By request of the Superior Council of National Defense (Consejo Superior de la Defensa Nacional -CONSUDENA), an amount can be taken from the earmark and deposited in a fourth account opened for this Council, which can be allocated by it to any of the forces (and common projects). Even though this decision has modified the distribution of resources in some years, it has not changed it on average in the medium term.
 According to the Fiscal ROSCs and other public information, apparently there are very few countries where the defense sector budget is not included in the annual government budget, or it is included only partially: Chile, Armenia, Brazil, Colombia, Egypt, Spain, Estonia, France, Malawi, Mongolia and Zambia. Of these countries, only in Chile and Zambia the sector budget is presented incomplete. In some developed countries the most important investments are described in detail in the government budget presented to the legislature, while en very few developing countries they are described in detail. In some developed countries usually a small percentage of the defense budget is presented in an aggregate form, corresponding generally to the intelligence expenditures or expenditures on research for the development of new arms.
 Recently a modification to the Copper Reserved Law obligated CONSUDENA to submit to DIPRES an annual report on revenues and expenditures of each reserved account. However, CONSUDENA only reports aggregate figures to DIPRES.
 According to Roberts (2007), “complete openness would compromise efforts to collect intelligence about looming threats and to plan for national defense or investigate criminal behaviour” (page 314).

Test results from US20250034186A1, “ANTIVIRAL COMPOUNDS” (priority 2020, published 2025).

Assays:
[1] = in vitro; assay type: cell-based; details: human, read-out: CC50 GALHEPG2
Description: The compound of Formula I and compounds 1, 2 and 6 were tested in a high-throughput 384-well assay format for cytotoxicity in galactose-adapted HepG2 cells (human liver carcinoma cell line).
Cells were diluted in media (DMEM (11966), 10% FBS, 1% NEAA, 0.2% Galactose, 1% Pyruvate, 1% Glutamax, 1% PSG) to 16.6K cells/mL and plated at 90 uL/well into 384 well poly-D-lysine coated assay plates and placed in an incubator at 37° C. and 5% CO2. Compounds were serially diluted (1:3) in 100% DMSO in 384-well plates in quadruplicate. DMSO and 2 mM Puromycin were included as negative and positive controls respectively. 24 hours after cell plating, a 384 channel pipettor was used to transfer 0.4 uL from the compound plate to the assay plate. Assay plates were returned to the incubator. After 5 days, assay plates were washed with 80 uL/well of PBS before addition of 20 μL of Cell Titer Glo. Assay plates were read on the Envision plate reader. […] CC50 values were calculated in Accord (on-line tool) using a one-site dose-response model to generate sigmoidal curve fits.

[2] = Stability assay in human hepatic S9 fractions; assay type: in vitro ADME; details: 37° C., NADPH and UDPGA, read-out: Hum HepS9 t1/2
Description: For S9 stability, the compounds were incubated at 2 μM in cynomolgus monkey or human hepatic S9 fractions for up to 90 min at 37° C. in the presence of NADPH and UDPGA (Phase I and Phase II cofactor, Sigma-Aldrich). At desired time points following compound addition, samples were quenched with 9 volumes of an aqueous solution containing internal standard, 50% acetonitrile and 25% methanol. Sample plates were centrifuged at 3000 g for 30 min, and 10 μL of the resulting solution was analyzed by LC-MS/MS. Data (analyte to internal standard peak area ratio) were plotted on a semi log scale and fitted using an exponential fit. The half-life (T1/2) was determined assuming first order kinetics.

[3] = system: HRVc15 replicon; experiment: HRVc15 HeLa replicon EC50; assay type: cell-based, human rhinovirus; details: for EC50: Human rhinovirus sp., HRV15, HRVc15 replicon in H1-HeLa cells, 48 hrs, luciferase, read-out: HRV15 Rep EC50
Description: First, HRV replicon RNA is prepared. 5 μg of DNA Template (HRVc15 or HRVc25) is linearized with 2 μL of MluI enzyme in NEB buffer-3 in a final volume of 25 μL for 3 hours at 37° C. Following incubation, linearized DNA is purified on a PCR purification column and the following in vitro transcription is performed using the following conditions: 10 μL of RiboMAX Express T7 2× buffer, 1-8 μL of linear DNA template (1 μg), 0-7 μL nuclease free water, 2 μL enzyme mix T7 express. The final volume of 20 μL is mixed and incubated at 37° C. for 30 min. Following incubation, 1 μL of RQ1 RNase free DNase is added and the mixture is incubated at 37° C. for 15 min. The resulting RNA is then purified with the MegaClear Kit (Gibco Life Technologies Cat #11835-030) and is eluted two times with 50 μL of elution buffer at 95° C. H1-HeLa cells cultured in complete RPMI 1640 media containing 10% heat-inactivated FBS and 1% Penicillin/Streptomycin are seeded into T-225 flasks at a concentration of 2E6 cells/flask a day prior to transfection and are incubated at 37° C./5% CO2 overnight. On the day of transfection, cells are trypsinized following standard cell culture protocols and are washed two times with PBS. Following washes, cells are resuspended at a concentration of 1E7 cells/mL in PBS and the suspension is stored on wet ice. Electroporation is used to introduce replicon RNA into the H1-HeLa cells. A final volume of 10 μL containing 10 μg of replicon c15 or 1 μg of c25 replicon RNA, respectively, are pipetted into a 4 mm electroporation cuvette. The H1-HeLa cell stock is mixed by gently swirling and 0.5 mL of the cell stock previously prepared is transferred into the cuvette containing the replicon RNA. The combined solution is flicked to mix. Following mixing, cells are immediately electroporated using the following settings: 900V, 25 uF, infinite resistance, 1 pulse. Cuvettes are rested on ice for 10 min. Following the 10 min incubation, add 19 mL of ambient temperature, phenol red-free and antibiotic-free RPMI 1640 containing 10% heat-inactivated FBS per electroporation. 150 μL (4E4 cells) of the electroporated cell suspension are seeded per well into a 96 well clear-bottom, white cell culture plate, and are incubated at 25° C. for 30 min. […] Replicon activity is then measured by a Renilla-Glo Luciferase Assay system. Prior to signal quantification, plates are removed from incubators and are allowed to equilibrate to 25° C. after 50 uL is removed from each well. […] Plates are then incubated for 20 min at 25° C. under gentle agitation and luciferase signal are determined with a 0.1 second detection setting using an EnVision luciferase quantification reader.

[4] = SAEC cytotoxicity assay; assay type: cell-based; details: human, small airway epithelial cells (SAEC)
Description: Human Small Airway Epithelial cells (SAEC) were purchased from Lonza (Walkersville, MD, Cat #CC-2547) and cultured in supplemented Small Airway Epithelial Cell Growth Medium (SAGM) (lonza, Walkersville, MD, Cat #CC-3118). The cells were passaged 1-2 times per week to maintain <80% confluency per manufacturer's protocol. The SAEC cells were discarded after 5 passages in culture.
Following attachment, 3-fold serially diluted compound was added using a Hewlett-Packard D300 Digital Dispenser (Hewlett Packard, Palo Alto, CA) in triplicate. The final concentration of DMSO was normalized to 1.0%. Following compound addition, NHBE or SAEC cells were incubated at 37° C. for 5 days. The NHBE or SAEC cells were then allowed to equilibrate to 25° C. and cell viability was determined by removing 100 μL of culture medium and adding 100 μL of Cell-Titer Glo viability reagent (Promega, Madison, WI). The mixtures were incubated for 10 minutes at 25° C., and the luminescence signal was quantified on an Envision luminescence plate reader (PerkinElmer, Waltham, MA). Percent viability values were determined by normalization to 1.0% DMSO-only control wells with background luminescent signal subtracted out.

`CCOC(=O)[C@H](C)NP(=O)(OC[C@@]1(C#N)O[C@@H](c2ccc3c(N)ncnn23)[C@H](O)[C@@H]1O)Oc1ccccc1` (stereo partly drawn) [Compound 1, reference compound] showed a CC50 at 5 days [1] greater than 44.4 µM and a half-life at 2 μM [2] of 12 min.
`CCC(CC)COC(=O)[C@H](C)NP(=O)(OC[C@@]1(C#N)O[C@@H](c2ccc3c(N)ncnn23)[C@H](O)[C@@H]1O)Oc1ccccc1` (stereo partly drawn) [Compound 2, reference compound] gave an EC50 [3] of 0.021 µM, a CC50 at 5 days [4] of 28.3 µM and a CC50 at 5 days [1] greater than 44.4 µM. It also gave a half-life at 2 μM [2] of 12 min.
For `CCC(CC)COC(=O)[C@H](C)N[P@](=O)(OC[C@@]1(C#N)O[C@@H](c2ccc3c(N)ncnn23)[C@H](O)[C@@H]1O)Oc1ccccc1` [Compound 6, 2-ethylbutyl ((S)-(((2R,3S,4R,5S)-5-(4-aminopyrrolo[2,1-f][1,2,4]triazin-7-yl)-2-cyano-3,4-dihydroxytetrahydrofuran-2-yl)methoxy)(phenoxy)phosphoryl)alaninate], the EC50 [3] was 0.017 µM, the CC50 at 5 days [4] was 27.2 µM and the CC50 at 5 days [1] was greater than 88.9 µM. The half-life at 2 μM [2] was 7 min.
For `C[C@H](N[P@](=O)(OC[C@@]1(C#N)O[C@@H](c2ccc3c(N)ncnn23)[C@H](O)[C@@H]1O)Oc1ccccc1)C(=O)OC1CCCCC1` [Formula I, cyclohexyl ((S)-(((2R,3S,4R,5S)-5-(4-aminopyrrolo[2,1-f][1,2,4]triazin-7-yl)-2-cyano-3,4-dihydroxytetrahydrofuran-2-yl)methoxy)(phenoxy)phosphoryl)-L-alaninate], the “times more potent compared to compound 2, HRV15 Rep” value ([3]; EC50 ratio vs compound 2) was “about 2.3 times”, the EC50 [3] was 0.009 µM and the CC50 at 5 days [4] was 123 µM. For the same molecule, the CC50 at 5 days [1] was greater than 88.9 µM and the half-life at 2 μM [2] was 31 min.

A caveat to be mentioned here is that there is an important difference between the horizon for defense investments by developed nations, who in many cases order the production of new weapons to the main international producers and therefore the procurement and production cycle is usually long, and the horizon for developing nations, who usually order ready made weapons or buy second hand equipment and the procurement cycle is therefore much shorter.
 Long-term planning in the defense sector is quite common in most developed countries and in some emerging market and developing countries. Germany, the United Kingdom and Brazil prepare 10-year plans; Slovenia’s plans are for 8 years; and the USA prepares 6-year plans.
 The Chilean budgetary process has available a mechanism to commit resources for investments in the medium term, denominated “Decree of Identification of the Project”. Even though it does not mean the approval of multiyear budgets for these projects, with them the government commits himself to appropriate resources in the future for the projects. The number of years that are covered by these Decrees has no limit (it obviously depends on the estimated length of execution of the investment project). These Decrees, which are approved for each investment, establish the annual expenditures for each project. The Decrees have to be signed by the Minister of Finance and the respective line Minister.
Bromley, Mark, 2009, “Arms Transfers to the Americas”, SIPRI Background Paper, June 2009, page 3.
Bromley, Mark, Paul Holtom, Sam Perlo-Freeman and Peter D. Wezeman, 2009, “Recent Trends in the Arms Trade”, SIPRI Background paper, April, page 6.
Roberts, Alisdair, 2007, “Transparency in the Security Sector”, Chapter 10 of Florini, Ann, The Right to Know. Transparency for an Open World, Columbia University Press, New York, pages 309-336.
Stalenheim, Petter, Damien Fruchart, Wuyi Omitoogun and Catalina Perdomo, “Military expenditure”, Chapter 8 of SIPRI Yearbook 2006, page 315.